The Senate passed the bill 33-0, with Sen. Robert Plymale, D-Wayne, who earlier voted for the bill, absent. The House of Delegates passed it 85-13.
Justice also has signed these other education bills that were passed during this year’s regular legislative session.
Lawmaker vote tallies below are for the final votes:
Special education cameras
Public school special education classrooms will be required to have video cameras, with the signing of Senate Bill 632.
Parents and guardians of students involved in alleged incidents like bullying, abuse or neglect will be able to view the videos. Incidents are defined as suspicions raised by parents, guardians, teachers or aides.
The Senate approved the bill 30-4, and the House passed it 91-2, with seven delegates absent.
The Department of Education estimated the statewide cost at $7 million, and $3.5 million in possible general revenue surplus money would be provided next fiscal year through the approved budget bill.
Higher education master plan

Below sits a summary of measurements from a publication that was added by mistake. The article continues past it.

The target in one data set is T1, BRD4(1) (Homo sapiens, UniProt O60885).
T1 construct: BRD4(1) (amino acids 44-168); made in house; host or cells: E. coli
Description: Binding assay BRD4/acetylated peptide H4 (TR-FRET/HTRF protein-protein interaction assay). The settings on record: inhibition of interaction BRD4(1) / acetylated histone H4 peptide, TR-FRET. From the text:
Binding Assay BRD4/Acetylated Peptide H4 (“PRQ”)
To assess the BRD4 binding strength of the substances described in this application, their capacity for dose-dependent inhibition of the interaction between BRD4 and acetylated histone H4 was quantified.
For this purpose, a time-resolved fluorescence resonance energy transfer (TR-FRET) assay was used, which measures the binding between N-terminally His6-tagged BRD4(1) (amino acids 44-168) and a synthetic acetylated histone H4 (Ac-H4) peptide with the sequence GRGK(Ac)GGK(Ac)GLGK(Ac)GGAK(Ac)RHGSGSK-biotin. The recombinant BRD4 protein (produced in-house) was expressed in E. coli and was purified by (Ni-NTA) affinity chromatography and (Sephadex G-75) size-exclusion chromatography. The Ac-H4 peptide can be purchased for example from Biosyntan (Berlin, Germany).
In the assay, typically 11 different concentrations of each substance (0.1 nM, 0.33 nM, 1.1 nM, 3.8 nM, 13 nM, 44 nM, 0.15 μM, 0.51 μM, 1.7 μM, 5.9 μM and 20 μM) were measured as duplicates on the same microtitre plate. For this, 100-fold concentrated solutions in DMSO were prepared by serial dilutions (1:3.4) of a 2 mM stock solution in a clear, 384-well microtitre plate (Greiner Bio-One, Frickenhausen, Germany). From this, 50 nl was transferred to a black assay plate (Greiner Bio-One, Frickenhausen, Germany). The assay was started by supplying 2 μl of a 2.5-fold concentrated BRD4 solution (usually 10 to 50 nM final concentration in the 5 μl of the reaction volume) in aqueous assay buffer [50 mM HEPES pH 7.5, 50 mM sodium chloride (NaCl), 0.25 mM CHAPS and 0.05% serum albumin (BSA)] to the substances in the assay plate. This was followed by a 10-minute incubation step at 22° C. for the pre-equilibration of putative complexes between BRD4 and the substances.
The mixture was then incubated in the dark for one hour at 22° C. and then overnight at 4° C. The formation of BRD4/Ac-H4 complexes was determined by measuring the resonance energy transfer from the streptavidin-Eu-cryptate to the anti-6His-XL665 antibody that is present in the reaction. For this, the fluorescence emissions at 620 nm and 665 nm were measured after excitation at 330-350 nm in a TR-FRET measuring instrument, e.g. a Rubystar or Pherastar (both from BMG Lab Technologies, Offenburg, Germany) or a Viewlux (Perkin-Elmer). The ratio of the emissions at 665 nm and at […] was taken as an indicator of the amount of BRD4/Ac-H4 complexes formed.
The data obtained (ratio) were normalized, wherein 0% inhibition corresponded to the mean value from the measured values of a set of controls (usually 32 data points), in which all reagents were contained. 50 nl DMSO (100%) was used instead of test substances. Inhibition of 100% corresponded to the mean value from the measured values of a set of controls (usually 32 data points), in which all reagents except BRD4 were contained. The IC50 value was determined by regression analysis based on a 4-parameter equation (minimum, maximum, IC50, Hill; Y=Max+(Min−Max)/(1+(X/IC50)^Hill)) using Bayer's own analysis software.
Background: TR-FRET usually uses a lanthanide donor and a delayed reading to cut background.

The statewide master plan for public higher education will be eliminated, generally weakening the higher education oversight agencies’ power to oversee colleges, with the signing of Senate Bill 673.
The Senate, which passed the bill unanimously, refused to agree to the House’s amendment that would have expanded the bill to exempt Fairmont State and Shepherd universities from more state Higher Education Policy Commission oversight than the bill would exempt other four-year public colleges from.
The House backed down from its amendment and passed the bill in an 84-14 final vote. Delegates Joe Ellington, R-Mercer, and Matthew Rohrbach, R-Cabell, were absent.
School bus cameras
All school buses that county boards of education buy, starting July 1, will be required to have forward- and rear-facing cameras, with the signing of Senate Bill 238.